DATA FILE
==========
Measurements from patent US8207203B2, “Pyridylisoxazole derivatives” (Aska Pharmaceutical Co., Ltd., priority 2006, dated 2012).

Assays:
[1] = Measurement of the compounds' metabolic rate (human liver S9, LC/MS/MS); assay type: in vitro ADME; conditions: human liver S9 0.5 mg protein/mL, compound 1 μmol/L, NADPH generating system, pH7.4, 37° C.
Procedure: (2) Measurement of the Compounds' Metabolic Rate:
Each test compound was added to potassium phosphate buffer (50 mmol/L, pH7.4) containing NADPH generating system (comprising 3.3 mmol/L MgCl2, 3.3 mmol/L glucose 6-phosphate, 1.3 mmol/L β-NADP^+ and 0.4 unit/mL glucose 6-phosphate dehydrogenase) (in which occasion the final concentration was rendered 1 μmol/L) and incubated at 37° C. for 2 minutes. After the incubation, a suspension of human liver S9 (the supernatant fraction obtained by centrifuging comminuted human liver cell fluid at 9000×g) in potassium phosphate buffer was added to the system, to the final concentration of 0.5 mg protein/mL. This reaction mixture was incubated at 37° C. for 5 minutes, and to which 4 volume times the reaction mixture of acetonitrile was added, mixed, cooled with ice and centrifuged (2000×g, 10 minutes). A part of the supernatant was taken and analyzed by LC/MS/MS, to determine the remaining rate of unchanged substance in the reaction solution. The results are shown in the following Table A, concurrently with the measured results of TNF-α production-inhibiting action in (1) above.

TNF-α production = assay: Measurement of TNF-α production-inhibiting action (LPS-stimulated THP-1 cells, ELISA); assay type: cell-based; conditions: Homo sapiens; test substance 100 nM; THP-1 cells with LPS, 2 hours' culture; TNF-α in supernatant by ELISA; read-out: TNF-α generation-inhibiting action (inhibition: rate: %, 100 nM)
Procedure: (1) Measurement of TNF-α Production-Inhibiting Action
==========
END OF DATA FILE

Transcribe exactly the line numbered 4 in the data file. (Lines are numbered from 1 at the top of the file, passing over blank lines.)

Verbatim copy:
Procedure: (2) Measurement of the Compounds' Metabolic Rate: